Those under 22 must pay an "underage fee," which depends on their age: 18,19, or 20 year olds will pay a fee of $25 per day in addition to their rental. 21 year olds pay a fee of $10 per day. Renters will also be charged an additional $10 fee, along with the market price of the missing fuel, if they do not return the car with the same amount of gas in which they found it.
There are a few companies out there "who have copied our business model," Petrovic said, "but right now we are about 10 times larger than the next biggest one. We just focus on constantly improving our service and product to maintain our advantage."
In addition, he said that FlightCar is the only service that offers guaranteed free parking, regardless of if the car being rented or not, and regardless of the duration of the trip.
"We also are the only player of offer black car transportation to/from the airport, as opposed to a shuttle," he said
The San Francisco-based FlightCar is currently available in three airports: San Francisco International Airport, Boston’s Logan Airport and Los Angeles International Airport. The company says it will use the new funding to continue expanding, first to Seattle-Tacoma International Airport and then to "more cities in the coming year."
"We plan to be very aggressive about expansion and are hoping to bring the service to many markets. We're not offering specifics at this time," Petrovic said.
When I asked if the company has any plans for international expansion, he told me, "Right now we at focusing on the US since there are so many more airports we can expand to. But we are always looking at opportunities!"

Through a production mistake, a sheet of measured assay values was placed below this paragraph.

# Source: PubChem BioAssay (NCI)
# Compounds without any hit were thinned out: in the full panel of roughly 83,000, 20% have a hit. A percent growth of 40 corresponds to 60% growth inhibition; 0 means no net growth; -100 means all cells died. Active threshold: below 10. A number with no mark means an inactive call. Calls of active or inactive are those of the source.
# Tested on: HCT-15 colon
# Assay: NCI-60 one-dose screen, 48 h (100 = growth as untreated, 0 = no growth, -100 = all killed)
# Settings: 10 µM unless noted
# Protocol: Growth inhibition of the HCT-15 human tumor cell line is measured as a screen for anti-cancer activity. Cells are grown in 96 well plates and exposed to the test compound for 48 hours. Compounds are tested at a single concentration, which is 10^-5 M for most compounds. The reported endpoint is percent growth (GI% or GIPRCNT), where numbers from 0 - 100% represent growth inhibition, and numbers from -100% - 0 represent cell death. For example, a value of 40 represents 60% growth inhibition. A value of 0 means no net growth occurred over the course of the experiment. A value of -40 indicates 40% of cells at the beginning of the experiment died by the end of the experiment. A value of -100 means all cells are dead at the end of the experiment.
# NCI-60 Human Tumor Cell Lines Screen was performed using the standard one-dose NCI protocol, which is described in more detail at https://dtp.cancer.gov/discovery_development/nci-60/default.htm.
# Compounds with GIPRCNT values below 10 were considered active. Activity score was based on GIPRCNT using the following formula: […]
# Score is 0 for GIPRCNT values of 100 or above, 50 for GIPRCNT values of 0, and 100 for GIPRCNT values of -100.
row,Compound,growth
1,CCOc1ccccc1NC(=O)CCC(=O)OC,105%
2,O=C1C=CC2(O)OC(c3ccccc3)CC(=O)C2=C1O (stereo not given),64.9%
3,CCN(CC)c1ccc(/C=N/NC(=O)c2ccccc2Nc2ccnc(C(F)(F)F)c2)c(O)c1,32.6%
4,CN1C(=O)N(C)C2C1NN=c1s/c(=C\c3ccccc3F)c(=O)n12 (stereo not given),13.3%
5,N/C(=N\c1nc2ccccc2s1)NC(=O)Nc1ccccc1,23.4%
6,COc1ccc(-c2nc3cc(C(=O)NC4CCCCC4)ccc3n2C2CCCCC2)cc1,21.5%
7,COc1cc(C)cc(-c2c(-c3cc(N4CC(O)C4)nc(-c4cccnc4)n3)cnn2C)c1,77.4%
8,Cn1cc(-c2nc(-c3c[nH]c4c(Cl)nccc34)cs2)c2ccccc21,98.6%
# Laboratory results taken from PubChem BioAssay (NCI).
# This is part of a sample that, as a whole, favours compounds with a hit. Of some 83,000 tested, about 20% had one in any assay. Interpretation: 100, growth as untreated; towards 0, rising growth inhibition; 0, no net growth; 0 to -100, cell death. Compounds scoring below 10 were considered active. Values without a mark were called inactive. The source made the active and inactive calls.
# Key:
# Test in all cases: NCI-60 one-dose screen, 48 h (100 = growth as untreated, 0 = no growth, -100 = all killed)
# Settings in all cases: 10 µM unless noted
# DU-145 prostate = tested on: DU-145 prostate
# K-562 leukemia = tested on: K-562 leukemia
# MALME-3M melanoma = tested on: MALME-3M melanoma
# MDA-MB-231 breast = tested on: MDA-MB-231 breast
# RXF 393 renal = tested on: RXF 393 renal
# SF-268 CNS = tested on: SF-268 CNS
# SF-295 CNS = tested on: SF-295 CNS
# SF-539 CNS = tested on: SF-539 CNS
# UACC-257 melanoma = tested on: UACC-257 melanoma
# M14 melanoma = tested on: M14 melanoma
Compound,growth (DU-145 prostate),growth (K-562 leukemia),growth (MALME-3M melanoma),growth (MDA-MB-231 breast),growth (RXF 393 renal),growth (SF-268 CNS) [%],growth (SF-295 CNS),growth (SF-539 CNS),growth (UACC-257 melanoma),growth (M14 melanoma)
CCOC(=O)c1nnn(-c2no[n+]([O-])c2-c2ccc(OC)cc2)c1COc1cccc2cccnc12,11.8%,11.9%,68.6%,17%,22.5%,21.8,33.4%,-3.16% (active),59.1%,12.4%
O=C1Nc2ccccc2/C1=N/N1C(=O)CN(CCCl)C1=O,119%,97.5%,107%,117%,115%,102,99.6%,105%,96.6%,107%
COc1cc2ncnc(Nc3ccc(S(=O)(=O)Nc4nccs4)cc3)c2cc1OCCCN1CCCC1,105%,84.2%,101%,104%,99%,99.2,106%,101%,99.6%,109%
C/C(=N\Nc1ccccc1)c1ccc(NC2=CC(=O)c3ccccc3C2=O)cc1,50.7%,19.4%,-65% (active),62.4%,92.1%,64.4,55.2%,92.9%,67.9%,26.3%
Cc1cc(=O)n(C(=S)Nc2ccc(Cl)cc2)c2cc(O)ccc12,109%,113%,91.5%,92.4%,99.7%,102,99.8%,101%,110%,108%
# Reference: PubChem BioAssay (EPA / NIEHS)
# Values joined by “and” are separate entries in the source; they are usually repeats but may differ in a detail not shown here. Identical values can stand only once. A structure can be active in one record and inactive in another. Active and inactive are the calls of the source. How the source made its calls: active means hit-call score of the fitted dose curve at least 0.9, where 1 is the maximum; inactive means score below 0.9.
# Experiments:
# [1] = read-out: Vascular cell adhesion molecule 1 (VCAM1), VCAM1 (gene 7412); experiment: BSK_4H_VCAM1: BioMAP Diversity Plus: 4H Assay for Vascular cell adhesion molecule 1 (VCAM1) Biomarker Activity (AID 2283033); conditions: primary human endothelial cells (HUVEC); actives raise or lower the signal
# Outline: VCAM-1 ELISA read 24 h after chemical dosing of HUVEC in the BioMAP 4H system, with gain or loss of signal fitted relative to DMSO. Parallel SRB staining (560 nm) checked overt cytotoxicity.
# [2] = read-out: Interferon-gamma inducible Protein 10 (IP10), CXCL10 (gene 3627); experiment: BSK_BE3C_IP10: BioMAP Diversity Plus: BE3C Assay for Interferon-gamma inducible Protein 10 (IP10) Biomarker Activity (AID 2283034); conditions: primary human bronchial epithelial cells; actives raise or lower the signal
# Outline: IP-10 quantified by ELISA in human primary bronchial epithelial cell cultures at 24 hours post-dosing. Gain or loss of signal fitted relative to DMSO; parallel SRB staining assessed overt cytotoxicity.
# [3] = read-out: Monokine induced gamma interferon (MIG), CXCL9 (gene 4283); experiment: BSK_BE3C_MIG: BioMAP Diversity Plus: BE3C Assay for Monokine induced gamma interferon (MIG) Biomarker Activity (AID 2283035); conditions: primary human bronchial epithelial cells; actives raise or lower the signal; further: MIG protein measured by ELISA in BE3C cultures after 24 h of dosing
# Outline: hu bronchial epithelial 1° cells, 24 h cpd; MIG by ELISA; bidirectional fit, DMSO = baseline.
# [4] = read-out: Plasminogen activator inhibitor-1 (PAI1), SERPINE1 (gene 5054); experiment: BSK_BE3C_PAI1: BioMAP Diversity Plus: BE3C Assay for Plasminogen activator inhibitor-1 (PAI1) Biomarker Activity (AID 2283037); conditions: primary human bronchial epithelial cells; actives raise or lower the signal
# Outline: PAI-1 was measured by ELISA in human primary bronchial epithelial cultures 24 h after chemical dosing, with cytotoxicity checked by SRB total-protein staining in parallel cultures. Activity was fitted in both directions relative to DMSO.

Ultimately, FlightCar's goal is to build a community of renters and travelers, who can each help each other.
"We want to build a service where travelers can park their car on one end of their trip and rent a fellow traveler's car on the other end. This community will be really powerful and will enable more trust on both sides of the table."
In addition to the funding news, it was also revealed that Hans Tung, Managing Partner at GGV, will be joining the board of directors at FlightCar.
The sharing economy
A company like FlightCar is prime example of the rise of the sharing economy, which refers to a group of companies, most of which have emerged over the last five years or so, that have upended traditional payment methods to, instead, rely on peer communities in which participants share access to both products or services.
The closest to what FlightCar does is RelayRides, another peer-to-peer car sharing service, though one that does not only have cars available when they are out of town.
"We definitely consider FlightCar part of the sharing economy. I think the sector is growing fast as more and more people become comfortable with sharing," said Petrovic. "Technology is playing a huge part of this growth and transformation, as it is enabling more trust and transparency. We want FlightCar to be a leader in the space, innovating and introducing new people to these new concepts."
(Image source: flightcar.com)